Take from an old house framer...
Simpson makes fantastic framing and structural aids; the piece shown in the
video and its application are unsuitable for a weight bearing member. Pro
bably fine for a light weight roof structure application, but as a former F
HA inspector, I certainly wouldn't pass it as a floor joist.
First, the cut on the joist should be a cheek cut so that when installed th
e face of the joist is in 100% contact with the adjacent beam. Think of a
roof joist in a hand framed roof and what the rafters look like when nailed
to the hip joist. A long, angled "cheek" is cut on the rafter, then it is
nailed to the hip rafter through the cheek.
Second, when I build a deck (or an odd second story on a house) and it has
that kind of detail (compound angle cheek cut) I do as Mr. Ross observed, a
nd install a ledger board. Properly nailed to your weight bearing beam, th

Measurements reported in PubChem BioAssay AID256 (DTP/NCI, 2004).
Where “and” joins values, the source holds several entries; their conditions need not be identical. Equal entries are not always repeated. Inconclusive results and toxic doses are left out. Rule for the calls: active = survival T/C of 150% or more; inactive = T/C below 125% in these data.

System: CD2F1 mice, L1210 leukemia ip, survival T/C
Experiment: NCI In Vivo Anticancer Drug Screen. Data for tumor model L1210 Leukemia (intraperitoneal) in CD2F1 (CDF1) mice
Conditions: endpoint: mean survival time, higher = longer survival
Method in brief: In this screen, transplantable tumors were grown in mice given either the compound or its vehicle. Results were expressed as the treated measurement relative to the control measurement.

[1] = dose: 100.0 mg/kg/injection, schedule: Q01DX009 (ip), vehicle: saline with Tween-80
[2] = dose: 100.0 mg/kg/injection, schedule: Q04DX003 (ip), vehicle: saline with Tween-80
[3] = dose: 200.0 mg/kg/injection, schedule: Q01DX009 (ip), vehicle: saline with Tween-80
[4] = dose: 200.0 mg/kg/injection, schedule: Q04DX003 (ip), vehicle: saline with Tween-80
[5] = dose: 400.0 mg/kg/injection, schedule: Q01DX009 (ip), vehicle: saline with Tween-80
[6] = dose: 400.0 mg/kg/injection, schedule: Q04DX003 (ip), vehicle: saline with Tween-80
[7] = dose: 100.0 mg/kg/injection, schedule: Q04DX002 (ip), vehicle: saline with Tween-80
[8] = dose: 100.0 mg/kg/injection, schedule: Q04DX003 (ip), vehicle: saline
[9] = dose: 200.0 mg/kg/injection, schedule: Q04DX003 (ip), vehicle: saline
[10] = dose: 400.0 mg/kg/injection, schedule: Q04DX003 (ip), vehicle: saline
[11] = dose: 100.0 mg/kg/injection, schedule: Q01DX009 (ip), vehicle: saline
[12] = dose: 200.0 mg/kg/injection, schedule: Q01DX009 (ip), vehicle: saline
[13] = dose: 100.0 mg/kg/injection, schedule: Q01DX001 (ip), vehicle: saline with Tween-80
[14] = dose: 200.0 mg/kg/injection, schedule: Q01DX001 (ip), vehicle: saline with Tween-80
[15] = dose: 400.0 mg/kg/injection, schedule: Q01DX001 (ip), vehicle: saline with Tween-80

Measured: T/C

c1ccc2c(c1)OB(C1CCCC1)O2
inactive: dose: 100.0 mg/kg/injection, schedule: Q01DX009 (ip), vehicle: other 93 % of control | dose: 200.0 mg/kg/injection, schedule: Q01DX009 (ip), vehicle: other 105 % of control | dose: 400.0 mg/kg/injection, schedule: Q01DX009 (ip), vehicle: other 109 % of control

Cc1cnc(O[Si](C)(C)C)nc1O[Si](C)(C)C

ey will hold a tremendous load. So, cut the joist with a cheek cut and sim
ply set it on ledger. If the bearing point is open more than 1/8", bevel t
he entire ledger the appropriate angle for bearing, then attach. Or you ca
n notch the bottom or the rafter (my preference) with the correct angles fo
r 100% bearing.
After the proper cheek cut, you can use the Simspon tie on a deck and it sh
ould work fine with the proper framing web work as part of the structure.
I think it is important to note that the Simpson video only shows the insta
llation of their product, NOT suitability of purpose or recommendations for
proper framing techniques. Note that the metal hanger is shown on its att
achment on one side ONLY. If you are framing a weight bearing floor/deck a
nd it slopes, for proper framing the joists should buttress to a heavy, non
flexing beam as the angle has transferred not only the dead load, but the
live load (and flex) to the lower end of the angle on the structure. Also,
with the heavier beam (to negate LATERAL flex)in place on the low side, yo
u have effectively "trapped" the joist on place.
I would highly recommend using/borrowing/buying a copy of Rob Thallon's "Gr
aphic Guide to Frame Construction". Having framed a couple of hundred hous
es from top to bottom, and then 40 years of remodel, repair, rebuilds, and
modifications to different structures, I thought I had seen it all. Nope.
I still use that book from time to time for details. It is the best I have
ever seen on all matters framing. More importantly, no methods or details
I have used in that book have ever failed or even been unsatisfactory.